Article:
number of protons (Z / proton number)
Number of protons and number of neutrons
Atoms with the same numer of protons but a different number of neutrons.
- Different isotopes of the same element react chemically in the same way
- Vary in mass number due to the different amount of neutrons
An instrument used to measure the relative atomic mass (RAM) on a scale based on the mass of an atom of Carbon-12 which has a RAM of 12
Ionisation (Mass Spec)
A beam of electrons, fired from an electron gun, knocks an electron from an atom to create positive ions
Norally only one electron is removed creating a 1+ charge, but occasionally two electrons are removed creating a 2+ charge
Acceleration (Mass Spec)
The postive ions are attracted towards negitivly charged plates and accelerated to a high speed
The lighter the ion, the faster they go
Deflection (Mass Spec)
The beam of ions moves into a magnetic field, at right angles to it's direction of travel. The magnetic field deflcts the ions.
The amount of deflection depends upon the m/z vaue of the atoms, the charge mass ratio. As the charge, in most cases is 1, the deflection depends solely upon the mass number.
- 2+ ions are deflected twice as much
Detection (Mass Spec)
Ions hit the detector, accept electrons, lose their charge and create a current which is proportional to the abundance of each ion.
Mass Spectrum (Mass Spec)
A graph showing the relative abundance (y-axis) and mass/charge value (x-axis) produced by the mass spectrometer
Working out RAM (Mass Spec)
Relative atomic mass:
(m/z value x % abundance) + (m/z value x % abundance)
watch out for 2+ ions, as they may obscure your result
Applications of Mass Spec
Used on space probes, eg. Viking Martian, to identify the elements in rock samples on other planets/moons/comets in space.
1s2 2s2 2p6 3s2 3p6 4s2 3d10 4p6 5s2 4d10 5d6
- Two electrons in the same orbital have opposite spins
- Represented by an arrow pointing up or down, depending on direction of spin
The energy required to remove one mole of electrons from a mole of atoms in the gaseous state.
measured in Kj/mol
Sucessive Ionisation Energies
The first IE needs the leas energy to remove
The secnds needs more energy than the first beacuase it is being removed from a 1+ ion
and so on..
Relative Atomic Mass
The average mass of one atom of an element
1/12th mas of one atom of Carbon-12
Relative Molecular Mass
average mass of one molecule
1/12 the mass of one atom of Carbon-12
The number of atoms in 12 g of Carbon-12
6.022x10^23 or mole
Moles = mass in g / RAM
V is proportional to T
or using a constant (k):
- V= kT
Gay-Lussac's Law (constant volume law)
PV/T = constant for a fixed mass of gas.
(as PV= k and V/T = k)
Ideal Gas Equation
PV = nRT
The simplest ratio of the atoms of each element present in a compound
To find empirical formula:
- Find the masses of each element
- Find the moles using moles = mass / ram
- convert moles into whole number ratio
The actual number of atoms of each element present in a compound.
To find molecular formula from empirical formula:
- units of empirical formua: relative molecular mass / relative mass of empirical formula
- times the empirical formula by the units
eg. CHv2 has a relative molecular mass of 12 and relative mass of 24
24 / 12 = 2
2 x 2 = 4 so molecular mass = Cv2Hv4
Concentration= number of moles / volume in dm^3
NB- if given in cm^3 divide by 1000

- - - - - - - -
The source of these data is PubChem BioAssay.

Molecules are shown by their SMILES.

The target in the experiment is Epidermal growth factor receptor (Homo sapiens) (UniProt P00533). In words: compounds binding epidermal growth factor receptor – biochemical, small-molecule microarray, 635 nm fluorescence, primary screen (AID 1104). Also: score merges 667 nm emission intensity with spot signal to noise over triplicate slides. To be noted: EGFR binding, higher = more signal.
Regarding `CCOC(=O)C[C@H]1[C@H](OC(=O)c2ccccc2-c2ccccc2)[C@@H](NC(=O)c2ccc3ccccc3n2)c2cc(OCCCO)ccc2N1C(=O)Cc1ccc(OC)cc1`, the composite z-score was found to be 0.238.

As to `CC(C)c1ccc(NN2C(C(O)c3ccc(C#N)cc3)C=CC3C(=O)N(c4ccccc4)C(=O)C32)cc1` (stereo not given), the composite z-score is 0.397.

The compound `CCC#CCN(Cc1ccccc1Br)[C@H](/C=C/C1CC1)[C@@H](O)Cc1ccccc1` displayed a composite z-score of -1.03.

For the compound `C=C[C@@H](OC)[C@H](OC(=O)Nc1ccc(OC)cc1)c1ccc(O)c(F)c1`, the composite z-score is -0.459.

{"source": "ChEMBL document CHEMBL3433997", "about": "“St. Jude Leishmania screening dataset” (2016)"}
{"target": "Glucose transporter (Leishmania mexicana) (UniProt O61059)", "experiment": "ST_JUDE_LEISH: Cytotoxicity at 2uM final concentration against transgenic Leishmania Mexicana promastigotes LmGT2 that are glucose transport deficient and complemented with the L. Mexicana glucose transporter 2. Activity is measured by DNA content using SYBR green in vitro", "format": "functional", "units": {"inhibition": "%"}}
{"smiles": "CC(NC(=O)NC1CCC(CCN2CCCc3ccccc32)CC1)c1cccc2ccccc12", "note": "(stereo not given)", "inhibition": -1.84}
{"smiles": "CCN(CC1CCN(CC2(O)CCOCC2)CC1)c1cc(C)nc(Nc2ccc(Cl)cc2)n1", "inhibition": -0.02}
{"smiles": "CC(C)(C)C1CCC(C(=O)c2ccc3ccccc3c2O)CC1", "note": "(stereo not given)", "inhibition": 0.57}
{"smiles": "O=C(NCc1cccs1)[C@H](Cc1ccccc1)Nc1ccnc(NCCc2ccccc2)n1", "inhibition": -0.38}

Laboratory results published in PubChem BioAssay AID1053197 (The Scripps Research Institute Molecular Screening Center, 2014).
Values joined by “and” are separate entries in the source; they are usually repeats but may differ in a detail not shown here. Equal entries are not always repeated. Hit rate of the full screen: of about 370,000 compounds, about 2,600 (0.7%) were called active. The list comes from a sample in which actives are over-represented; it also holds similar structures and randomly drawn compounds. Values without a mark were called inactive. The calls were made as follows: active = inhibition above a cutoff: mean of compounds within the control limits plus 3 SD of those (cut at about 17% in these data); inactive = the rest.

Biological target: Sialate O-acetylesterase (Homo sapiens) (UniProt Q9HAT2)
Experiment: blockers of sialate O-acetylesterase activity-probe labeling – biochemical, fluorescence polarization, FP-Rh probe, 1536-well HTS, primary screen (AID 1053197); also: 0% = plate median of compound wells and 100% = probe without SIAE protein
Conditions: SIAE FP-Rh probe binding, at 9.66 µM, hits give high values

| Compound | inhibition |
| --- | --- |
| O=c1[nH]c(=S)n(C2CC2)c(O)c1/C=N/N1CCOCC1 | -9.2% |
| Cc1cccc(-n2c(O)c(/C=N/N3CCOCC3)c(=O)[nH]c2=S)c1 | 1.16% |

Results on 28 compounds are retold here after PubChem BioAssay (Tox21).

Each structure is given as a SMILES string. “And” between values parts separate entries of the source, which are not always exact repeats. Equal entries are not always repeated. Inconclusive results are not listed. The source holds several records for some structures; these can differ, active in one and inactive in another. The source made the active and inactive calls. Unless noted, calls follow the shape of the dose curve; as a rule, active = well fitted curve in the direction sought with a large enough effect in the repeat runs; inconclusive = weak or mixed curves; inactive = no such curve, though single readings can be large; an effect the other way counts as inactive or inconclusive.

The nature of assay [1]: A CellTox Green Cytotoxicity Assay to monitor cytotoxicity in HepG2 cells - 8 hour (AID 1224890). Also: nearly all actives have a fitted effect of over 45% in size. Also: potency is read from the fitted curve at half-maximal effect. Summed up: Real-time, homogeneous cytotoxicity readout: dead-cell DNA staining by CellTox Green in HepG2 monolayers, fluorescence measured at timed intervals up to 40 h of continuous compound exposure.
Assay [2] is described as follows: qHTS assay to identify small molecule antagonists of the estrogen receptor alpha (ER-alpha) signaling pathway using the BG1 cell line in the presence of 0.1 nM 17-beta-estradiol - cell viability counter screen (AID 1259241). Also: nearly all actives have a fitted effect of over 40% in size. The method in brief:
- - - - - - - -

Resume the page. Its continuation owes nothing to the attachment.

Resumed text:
Atom economy = (mass of disired product / total mass of reactants ) x100
Used to determin how much of the reactants will be wasted and if the experiment is useful, cost effective and sustainable.
Percentage yield = (the number of moles of a specified product / theoretical maximum number of grams of the product) x100
- Between a metal and a non-metal
- Electrons are transfered from metals to non-metals
- Positive and negative ions are formed
- Electrostatic forces hold the ions together
Properies of ionicly bonded compounds
- Soild at room temperatures
- Giant structures
- High meltin temperatures
- Conduct electricity when molten or disolved in water
- Shatter easily
- A bond between a pair of non-metal atoms
- Share the outer shell electrons
- Two atoms share one pair of electrons
Occasionaly double covelent bonds are formed, when two atoms share two pairs of electrons. Called a double bond.
A single atom provides both the electrons in the shared pair. This can be called a dative covalent bond
- The atom that accepts the pair is an atom that doesn't have a filled outer level of electrons, this atom is deficient
- The atom doning the electrons has a pair of electrons that is not involved in a bondm called a lone pair
The power of an atom to attract the electron density in a covelent bond towards itself. It depends upon:
- thenuclear charge
- the distance between the nucleus and the outer shell electrons
- the shielding of the nuclear charge by the electrons in the inner shells
A lattice of positive ions in a sea of outer electrons.
- Giant structures
- Malleable and ductile
- High melting points- strong bonds
Forces that act between molecules.
- van der Waals
- Hydrogen bonding
An intermolecular force that results from the attraction between molecules with permenent dipoles.
- 2nd weakest intermolecuar force
van der Waals forces
All atoms and molecules have positive or negative charges, even if neutral overall. These charges produce a very weak electrostatic attractions.
- The distribution of the charge changes every second
- In addition to other forces
The weakest intermolecular force
When a hydrogen atom is bonded to a very electronegative atom:
The strongest intermolecular force
A saturated hydroarbon containing no double bonds.
An orgainic compound containing one or more double bond.